Lion Air is the largest low-cost airline in Indonesia. It has had  reputation issues concerning delaying flights, s poor safety record, and reports of its pilots being arrested by police for using drugs.


Pakistan PM Imran Khan lashes out at Trump “tirade“

Updated 19 November 2018
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Pakistan PM Imran Khan lashes out at Trump “tirade“

  • Says US needs to stop making Pakistan a “scapegoat” for its failures
  • Insists Islamabad spent $123bn in war on terror compared to $20bn aid provided by Washington

ISLAMABAD: A day after US President Donald Trump claimed that Pakistan does not do “a damn thing” for Washington, Prime Minister Imran Khan on Monday took to Twitter to set the record straight by telling him to quit using Islamabad as a “scapegoat” in his “tirade” against the country.
In a four-point tweet, Khan explained why Trump’s comments were unjustified, reasoning that “No Pakistani was involved in 9/11 but Pakistan decided to participate in the US war on terror” nevertheless.
He added that while Pakistan suffered 75,000 casualties in the war and incurred losses of more than  $123 billion to the economy, the aid provided by the US was “a minuscule $20 billion”.
Elaborating on the catastrophic effect that the war on terror had on Pakistan’s tribal region and on the lives of its ordinary citizens, he said: “Our tribal areas were devastated and millions of people uprooted from their homes. The war drastically impacted the lives of ordinary Pakistanis.”
In his concluding remarks PM Khan said that instead of making “Pakistan a scapegoat for their failures, the US should do a serious assessment of why, despite 1,40,000 NATO troops plus 250,000 Afghan troops and reportedly $1 trillion spent on the war in Afghanistan, the Taliban today are stronger than before.”
He ended his statement by asking Trump is he could “name another ally that gave such sacrifices”.
In an interview with Fox News aired on November 18, Trump justified the cancelation of $300 million in military aid to Pakistan by saying that “We’re supporting Pakistan, we’re giving them $1.3 billion a year — which we don’t give them any more, by the way, I ended it because they don’t do anything for us, they don’t do a damn thing for us.”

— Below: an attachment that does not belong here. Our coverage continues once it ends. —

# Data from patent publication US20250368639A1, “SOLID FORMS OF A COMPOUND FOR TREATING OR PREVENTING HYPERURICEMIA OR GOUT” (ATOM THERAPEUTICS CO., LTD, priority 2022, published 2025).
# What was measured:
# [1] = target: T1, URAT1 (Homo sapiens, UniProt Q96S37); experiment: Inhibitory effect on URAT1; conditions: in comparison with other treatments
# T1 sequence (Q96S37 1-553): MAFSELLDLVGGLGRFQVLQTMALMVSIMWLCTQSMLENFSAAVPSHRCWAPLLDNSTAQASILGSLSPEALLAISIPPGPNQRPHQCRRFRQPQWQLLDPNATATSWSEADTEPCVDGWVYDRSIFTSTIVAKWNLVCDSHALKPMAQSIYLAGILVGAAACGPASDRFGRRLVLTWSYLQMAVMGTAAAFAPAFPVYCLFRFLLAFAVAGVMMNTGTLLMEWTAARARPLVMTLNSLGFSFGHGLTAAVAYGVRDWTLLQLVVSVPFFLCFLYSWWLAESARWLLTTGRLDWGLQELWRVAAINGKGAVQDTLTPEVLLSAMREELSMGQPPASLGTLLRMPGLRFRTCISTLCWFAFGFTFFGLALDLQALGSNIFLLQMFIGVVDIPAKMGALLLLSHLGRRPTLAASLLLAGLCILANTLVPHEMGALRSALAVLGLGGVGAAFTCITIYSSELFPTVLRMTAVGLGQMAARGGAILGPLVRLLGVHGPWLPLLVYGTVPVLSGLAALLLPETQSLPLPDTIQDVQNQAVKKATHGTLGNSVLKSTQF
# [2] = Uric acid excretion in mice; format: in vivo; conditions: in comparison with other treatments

Talking about slain Al Qaeda leader Osama bin Laden who was found hiding in Pakistan, a short distance away from the country’s prestigious military academy, Trump added that “everybody in Pakistan knew he was there”.
Federal Minister for Human Rights, Dr. Shireen Mazari, issued a statement on Monday terming “Trump’s tirade against Pakistan” a lesson for all those Pakistani leaders “who kept appeasing the US especially after 9/11!”
She added that the “loss of Pakistani lives in the US war on terror, the free space for Raymond Davis and other operatives, the illegal killings by drone attacks — the list is endless…once again history shows appeasement does not work”.
“Whether China or Iran, the US policies of containment and isolation do not coincide with Pakistan’s strategic interests,” she said.
Former Senate Chairman, Raza Rabbani, termed Trump’s remarks “contrary to the facts” and reminded the US president that his “language regarding a sovereign state was aggressive”.
“He should be careful; Pakistan is not a state or colony of the US,” Rabbani said, further reminding Trump that “the US killed Pakistanis in unauthorized drone attacks, the US-sponsored terrorism in Kabul, and a drug industry was created on the Pak-Afghan border for the financial assistance of the US”.
“The Pakistani nation is paying the price of political and economic instability due to its alliance with the US,” he said.
Former Foreign Minister, Khawaja Asif, also took to Twitter to rebuff the US president’s remarks saying, “We continue to pay in blood for what we did for the USA.”
The already strained relations between the United States and Pakistan took another dip in January this year when Trump suspended security assistance to Islamabad over the alleged presence of Afghan militant groups in Pakistan’s tribal belt — a claim rejected by Islamabad.